Decades after this dark affair, a local professor, Takeo Shinohara, recognized the collective need of the Ishigaki people to remember this black chapter in their history and attempt to make amends, much as was the case of the Coolies in the Toujin monument. Thanks to these active pacifists, the fate of these three Americans is now openly acknowledged in an attempt to console the wounds of both East and West. A fitting memorial honoring the memory of the Americans who were killed was christened in 2001 on the very same grounds as the Toujin Tomb. Two engraved plaques, in English and Japanese, describe the events that befell Ishigaki in the spring of 1945. The English text reads:
On the morning of April 15, 1945, in the closing days of World War II, a Grumman TBF Avenger, assigned to the carrier USS Makassar Strait, was shot down off the costs of Ishigaki Island by the Imperial Japanese Navy. The three aviators parachuted in to the water near Ohama and swam to a coral reef where they were captured by Japanese sailors. After being interrogated and tortured they were executed during the night at the foot of Mount Banna, at the Imperial Navy Headquarters. The torture of prisoners of war was a violation of the Geneva Convention, the rules of war signed by the international community in 1929. Vernon L.Tebo and Robert Tuggle Jr. were beheaded. Warren H.Loyd was beaten and stabbed with bayonets by numerous numbers of sailors and soldiers. This incident was a tragedy which took place during war.
LT Vernon L.Tebo, 28, a Navy pilot of Illinois
Aviation Radioman 1st Class Warren H. Loyd, 24, of Kansas
Aviation Ordnance 1st Class Robert Tuggle. Jr., 20, of Texas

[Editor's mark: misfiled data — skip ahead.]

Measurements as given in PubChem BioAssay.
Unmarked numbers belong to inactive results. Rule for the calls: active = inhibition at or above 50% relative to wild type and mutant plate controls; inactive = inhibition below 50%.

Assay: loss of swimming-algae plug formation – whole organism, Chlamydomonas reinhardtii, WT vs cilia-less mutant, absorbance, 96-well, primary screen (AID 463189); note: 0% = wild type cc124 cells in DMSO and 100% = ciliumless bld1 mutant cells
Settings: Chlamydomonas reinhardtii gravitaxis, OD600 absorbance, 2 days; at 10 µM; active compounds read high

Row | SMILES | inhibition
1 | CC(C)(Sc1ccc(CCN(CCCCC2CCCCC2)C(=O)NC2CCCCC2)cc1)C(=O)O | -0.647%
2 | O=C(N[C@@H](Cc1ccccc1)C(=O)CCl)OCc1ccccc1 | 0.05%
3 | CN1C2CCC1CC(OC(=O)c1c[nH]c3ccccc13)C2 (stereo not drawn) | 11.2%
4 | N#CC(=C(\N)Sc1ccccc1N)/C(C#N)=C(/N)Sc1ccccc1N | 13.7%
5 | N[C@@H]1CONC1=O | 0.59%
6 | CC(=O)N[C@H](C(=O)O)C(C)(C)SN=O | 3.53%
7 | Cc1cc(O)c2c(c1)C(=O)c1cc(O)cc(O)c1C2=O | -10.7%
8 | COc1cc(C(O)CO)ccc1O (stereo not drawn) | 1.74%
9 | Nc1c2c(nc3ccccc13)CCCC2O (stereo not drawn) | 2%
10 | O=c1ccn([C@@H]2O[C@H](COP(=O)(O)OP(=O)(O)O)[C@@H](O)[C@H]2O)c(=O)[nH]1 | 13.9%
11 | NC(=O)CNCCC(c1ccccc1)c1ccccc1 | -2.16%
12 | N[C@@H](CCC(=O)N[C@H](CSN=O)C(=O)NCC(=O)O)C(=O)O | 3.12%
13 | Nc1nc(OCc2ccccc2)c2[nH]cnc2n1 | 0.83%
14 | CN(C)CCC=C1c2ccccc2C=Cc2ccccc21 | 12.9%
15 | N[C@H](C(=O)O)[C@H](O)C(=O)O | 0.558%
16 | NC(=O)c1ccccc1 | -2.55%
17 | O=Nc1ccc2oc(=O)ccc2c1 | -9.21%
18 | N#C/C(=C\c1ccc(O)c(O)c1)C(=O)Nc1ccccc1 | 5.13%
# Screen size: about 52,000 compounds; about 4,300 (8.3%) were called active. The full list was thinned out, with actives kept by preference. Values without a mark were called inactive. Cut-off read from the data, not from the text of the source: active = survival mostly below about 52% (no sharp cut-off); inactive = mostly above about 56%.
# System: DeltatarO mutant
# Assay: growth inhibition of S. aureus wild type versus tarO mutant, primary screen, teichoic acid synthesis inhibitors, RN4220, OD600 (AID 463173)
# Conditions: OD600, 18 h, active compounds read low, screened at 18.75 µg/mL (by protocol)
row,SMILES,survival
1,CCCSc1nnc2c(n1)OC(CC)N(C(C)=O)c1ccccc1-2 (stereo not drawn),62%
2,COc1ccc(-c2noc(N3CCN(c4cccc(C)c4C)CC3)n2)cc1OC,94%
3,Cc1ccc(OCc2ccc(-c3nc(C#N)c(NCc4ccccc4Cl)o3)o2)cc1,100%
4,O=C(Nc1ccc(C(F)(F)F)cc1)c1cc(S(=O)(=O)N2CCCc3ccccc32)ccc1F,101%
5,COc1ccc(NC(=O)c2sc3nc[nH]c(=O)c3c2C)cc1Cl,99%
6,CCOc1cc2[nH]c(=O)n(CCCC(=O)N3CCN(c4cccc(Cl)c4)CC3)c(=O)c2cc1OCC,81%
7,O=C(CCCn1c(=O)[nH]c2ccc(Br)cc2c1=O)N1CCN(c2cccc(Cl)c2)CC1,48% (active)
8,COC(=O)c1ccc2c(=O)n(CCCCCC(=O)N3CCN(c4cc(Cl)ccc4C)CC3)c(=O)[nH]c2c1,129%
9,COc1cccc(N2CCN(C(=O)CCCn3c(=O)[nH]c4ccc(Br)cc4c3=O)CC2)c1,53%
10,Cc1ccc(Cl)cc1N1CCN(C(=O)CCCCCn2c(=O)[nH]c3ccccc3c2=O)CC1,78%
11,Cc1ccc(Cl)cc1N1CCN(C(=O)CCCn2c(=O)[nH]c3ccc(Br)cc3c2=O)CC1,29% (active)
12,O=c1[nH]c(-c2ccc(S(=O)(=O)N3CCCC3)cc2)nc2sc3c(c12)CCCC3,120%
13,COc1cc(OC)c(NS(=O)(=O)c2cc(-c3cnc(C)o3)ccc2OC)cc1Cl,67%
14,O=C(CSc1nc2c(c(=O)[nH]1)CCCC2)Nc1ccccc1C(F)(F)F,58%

To console the spirits of the three fallen American service members and to honor their deaths, we jointly dedicate this monument in the hope that this memorial stone will contribute to the everlasting peace and friendship between Japan and the United States, and that this monument will serve as a cornerstone to convey to future generations our keen desire for eternal peace in the world and our determination to renounce war.
August 15 2001
The Joint Committee of Japanese and American Citizens to Honor the Three Fallen Servicemembers During World War II.
If more peoples of the world would similarly concede, perhaps not their direct culpability in the past, but in their collective inheritance of wounds good and bad, we all could, perchance, realize better futures. I remain overwhelmingly affected by both these monuments, and have gained a new-found respect for those Japanese, Okinawans, and Yaeyama who truly wish to positively transform the world. One monument at a time.
Address: Toujin Grave/Kannondo Temple 1627, Arakawa, Ishigaki City (Ishigaki-shi), Okinawa Prefecture 907-0024, Japan, Tel: 0980-82-1535. The site is positioned right across the road from the Kannonzaki viewpoint (with its disappointingly small and closed-off lighthouse), and Fusaki beach lies just a kilometer further up the road.
For more information, see: